The walking group might have next seen the house of Caiaphas, north and through a rich residential area. After Lazarus had been raised from the dead, we learn that Caiaphas and the Sanhedrin “from that day on planned together to kill him” (John 11:45-53). Caiaphas was the one who prophesied that it was “expedient for us, that one man should die for the people, and that the whole nation perish not ... he prophesied that Jesus should die for that nation” (John 11:49,50). If God could use a donkey in the Old Testament to express profound prophetic truths (Numbers 22:20-35; 2 Peter 2:15,16), he could use Caiaphas just as easily to benefit others.

Further north was the pool of Siloam, where a blind man washed and received his sight (John 9:1-7). Earlier in John’s gospel Jesus emphasized, “For judgment I am come into this world, that they which see not might see; and that they which see might be made blind” (John 9:39, KJV). In Israel’s case it was true that God had purposely blinded their eyes, “lest they should see with their eyes, and perceive with their heart, and be converted, and I heal them” (John 12:39,40). In the kingdom this will change when the literally blind and deaf will be cured: “Then the eyes of the blind shall be opened, and the ears of the deaf shall be unstopped” (Isaiah 35:5). And it will be spiritually true as well, for he will open the graves “to open the blind eyes, to bring out the prisoners from the prison, and them that sit in darkness out of the prison house” (Isaiah 42:7, KJV).

The final leg of the journey brought them past the highest point of the temple, the “pinnacle of the temple,” reminding Jesus of Satan’s suggestion that he throw himself from the temple to prove to everyone he was indeed the Messiah and son of God. Later he would be mocked on the cross with a similar challenge: “If thou be the Son of God, come down from the cross” (Matthew 27:39,40, KJV).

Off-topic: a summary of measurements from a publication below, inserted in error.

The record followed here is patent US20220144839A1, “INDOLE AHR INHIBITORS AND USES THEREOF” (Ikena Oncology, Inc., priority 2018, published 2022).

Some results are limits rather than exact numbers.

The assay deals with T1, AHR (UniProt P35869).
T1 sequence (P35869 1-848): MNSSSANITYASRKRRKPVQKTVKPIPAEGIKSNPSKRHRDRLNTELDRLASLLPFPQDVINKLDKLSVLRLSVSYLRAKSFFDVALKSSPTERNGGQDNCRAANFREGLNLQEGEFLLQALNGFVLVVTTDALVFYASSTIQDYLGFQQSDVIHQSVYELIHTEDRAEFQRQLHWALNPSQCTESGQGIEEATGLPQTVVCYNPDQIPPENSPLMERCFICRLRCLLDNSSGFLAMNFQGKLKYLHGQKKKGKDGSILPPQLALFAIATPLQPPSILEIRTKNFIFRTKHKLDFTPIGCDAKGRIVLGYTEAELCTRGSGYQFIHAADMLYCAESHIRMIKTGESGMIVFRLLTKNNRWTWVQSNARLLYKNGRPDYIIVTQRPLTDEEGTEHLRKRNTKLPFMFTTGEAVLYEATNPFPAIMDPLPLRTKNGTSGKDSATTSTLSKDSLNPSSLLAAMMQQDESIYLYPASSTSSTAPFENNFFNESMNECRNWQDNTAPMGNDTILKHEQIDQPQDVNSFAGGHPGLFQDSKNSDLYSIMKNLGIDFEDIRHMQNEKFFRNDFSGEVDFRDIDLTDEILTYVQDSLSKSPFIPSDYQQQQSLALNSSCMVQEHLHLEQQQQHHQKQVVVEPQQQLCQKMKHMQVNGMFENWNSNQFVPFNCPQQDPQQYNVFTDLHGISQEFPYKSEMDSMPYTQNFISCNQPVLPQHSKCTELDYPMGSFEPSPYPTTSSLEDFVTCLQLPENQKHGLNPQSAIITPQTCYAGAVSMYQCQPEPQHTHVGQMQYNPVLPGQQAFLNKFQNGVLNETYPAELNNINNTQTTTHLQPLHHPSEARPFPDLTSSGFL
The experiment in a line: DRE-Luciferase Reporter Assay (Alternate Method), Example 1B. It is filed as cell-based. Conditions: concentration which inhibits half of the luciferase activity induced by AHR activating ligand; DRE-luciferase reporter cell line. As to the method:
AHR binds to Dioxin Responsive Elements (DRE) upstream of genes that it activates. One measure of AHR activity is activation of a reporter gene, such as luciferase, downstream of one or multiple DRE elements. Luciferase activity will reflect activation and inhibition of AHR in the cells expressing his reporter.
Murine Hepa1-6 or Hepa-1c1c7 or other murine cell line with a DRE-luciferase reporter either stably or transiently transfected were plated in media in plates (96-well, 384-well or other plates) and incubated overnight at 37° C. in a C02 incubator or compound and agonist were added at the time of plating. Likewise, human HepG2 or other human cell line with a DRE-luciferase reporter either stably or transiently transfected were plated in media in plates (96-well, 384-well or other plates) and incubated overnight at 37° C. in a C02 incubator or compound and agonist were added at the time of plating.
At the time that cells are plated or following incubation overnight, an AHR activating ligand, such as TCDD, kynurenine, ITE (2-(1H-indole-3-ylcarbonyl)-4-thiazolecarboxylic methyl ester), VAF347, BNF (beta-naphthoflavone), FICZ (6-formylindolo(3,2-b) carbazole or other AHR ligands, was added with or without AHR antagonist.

Vine and Branches

In the upper room they all drank together from the cup containing the fruit of the vine. Along the way there were gardens and grapevines in the valley. This route would have led them past the sculpted vines on the Huldah Gate, the most used gate leading to the temple. There was also a large vine forged in gold on the door of the temple. The Jewish historian Josephus said the trunk of this vine had the circumference of a man.

Any of these could have served as the inspiration for Jesus’ illustration about the vine and branches. Several times in the Old Testament Israel is described as a vineyard, or a vine (Isaiah 5:1-7; Psalm 80:8; Jeremiah 2:21; Ezekiel 15; Ezekiel 19:10-14), upon whom God lavished love, care, and attention. Other passages pronounced judgment on this vine, Israel, for its unfaithfulness (Hosea 10:1-11). Jesus knew the Scriptures perfectly and he told the disciples that he was the true vine (John 15:1).

Israel was an imperfect vine, but Jesus was where perfection and life could be found. It was as if he were explaining a type and anti-type relationship. The analogy of a vine and its branches is reminiscent of a body and its members (1 Corinthians 12:12). A branch separated from its vine dies because it gets its life from the trunk. Likewise, we get our life from Christ.

We all need constant cleansing and pruning. As a pruning process, the Father uses discipline to correct us and to bring forth more fruit in his service (Hebrews 12:4-11). Jesus’ teachings cleanse or prune so we can continue to bear fruit, assuming we continue to “abide in me [him]” (John 15:2-4.) Similarly, the apostle Paul wrote: “He has now reconciled you in his fleshly body through death, in order to present you before him holy and blameless and beyond reproach —if indeed you continue in the faith firmly established and steadfast, and not moved away from the hope of the gospel that you have heard” (Colossians 1:22,23).

Not only does Jesus command us to remain in him because apart from him we can do nothing, but he also desires that his words stay in us and become a part of us (John 15:4,7).

No vine produces fruit instantly. Through the loving care of a gardener each vine can be cultivated and nurtured to produce the fruitage desired.